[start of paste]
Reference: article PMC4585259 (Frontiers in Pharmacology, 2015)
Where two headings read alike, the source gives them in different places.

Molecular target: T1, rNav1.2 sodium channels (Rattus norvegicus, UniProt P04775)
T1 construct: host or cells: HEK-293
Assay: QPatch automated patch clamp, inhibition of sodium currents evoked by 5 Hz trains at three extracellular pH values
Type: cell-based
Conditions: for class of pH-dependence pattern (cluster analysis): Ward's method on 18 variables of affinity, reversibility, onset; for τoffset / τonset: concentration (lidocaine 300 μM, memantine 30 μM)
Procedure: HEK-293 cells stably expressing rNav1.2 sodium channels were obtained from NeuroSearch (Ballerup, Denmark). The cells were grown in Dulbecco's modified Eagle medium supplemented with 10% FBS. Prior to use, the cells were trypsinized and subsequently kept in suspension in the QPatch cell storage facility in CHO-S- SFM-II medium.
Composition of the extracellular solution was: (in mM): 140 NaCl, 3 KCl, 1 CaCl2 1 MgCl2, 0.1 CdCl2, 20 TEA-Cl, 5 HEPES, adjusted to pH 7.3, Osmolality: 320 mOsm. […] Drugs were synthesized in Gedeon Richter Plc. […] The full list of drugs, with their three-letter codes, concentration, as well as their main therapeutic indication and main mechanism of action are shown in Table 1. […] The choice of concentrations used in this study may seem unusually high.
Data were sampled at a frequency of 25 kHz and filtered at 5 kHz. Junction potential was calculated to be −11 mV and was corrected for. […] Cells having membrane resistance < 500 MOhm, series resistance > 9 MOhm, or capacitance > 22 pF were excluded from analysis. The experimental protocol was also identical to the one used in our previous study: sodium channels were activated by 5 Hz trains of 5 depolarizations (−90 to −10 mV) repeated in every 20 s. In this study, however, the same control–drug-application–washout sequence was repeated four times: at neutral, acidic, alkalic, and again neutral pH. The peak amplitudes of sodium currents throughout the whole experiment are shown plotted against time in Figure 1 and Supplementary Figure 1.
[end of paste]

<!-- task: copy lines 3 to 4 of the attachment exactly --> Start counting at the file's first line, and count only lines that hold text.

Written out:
Molecular target: T1, rNav1.2 sodium channels (Rattus norvegicus, UniProt P04775)
T1 construct: host or cells: HEK-293